Without any support but her harp, deprived of her sight, friendless, and poor, she had wandered from place to place, depending entirely upon the charity of strangers. We were told that she contrived to obtain a decent livelihood by her talents for music nor did we wonder at it, for who can refuse pity to the sufferings of humanity, when the voice of melody breaks forth in its behalf?

[BISHOP OTTER's Life of Dr. E. D. Clarke.]

WHAT avails all the pomp and parade of life which appear abroad, if, when we shift the gaudy flattering scene, the man is unhappy where happiness must begin, at home! Whatever ingredients of bliss Providence may have poured into his cup, domestic misfortunes will render the whole composition distasteful. Fortune and happiness are two very distinct ideas; however some who have a false idea of life and a wrongness of thinking may confound them.-SEED.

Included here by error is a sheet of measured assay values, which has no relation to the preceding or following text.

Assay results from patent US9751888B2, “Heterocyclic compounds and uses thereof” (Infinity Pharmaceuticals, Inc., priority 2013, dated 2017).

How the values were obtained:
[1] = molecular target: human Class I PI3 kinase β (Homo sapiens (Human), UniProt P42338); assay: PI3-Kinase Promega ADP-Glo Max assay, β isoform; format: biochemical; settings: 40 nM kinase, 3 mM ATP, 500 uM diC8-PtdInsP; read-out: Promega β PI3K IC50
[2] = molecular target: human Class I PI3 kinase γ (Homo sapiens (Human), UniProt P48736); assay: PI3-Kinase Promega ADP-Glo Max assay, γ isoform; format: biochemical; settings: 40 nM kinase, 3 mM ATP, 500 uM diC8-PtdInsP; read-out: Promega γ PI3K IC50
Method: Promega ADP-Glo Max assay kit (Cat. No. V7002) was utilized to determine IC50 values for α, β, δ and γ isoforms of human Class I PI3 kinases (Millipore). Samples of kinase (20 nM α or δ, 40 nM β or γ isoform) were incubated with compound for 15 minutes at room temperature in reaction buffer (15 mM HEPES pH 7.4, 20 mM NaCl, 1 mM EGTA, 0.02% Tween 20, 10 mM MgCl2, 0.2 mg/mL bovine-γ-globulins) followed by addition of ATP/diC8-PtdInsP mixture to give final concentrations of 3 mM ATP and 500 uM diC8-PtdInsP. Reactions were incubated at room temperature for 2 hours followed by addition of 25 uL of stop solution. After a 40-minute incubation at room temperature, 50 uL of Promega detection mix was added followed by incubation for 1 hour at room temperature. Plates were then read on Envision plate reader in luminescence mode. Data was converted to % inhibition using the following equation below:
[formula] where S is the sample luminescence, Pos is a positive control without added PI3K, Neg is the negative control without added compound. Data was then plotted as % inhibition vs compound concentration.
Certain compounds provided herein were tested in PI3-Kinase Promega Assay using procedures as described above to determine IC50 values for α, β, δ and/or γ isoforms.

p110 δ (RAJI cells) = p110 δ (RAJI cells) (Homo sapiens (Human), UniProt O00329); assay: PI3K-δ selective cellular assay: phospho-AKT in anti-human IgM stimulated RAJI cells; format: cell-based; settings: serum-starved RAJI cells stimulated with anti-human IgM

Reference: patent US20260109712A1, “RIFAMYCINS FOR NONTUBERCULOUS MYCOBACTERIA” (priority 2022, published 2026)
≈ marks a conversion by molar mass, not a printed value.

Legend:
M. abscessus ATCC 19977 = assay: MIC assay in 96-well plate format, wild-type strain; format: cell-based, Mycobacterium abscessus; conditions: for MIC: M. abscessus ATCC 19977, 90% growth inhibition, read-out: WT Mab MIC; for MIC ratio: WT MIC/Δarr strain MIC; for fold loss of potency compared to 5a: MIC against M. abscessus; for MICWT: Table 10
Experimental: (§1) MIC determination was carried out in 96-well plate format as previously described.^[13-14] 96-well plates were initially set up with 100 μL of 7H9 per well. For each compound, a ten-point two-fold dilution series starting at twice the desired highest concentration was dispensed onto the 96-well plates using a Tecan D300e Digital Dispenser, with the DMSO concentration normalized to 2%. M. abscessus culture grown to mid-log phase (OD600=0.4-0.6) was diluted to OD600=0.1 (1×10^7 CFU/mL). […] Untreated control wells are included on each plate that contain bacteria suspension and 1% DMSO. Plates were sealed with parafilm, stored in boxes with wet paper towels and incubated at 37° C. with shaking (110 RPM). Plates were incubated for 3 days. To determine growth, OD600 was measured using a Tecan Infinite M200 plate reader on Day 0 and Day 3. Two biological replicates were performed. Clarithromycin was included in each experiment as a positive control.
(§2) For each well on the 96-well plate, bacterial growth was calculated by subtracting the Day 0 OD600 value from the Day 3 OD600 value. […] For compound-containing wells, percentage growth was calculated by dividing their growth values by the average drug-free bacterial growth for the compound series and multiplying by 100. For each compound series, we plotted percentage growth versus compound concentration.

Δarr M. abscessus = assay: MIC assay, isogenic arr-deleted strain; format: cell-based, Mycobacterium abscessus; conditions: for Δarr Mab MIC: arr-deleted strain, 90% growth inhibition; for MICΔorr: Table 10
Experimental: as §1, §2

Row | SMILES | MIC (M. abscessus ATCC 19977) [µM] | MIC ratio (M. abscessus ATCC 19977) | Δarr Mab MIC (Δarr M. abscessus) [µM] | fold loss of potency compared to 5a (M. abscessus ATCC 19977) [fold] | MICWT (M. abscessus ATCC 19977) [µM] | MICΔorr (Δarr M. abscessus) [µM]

YOUNG men in the conduct and management of actions embrace more than they can hold, stir more than they can quiet, fly to the end without consideration of the means and degrees, pursue some few principles which they have chanced upon absurdly, care not to be innovate, which draws unknown inconveniences; use extreme remedies at first, and that which doubleth all errors, wil' not acknowledge or retract them.-BACON.


Ir often happens that the commonest things are those of which the least is known. As it is probable that some of our readers, who, from their childhood, have been accustomed to use Magnesia, or to see it used by others, may not have taken the trouble, or may not have had the opportunity, to make themselves acquainted with its origin, and the methods by which it is prepared, we hope the following details will not be unacceptable.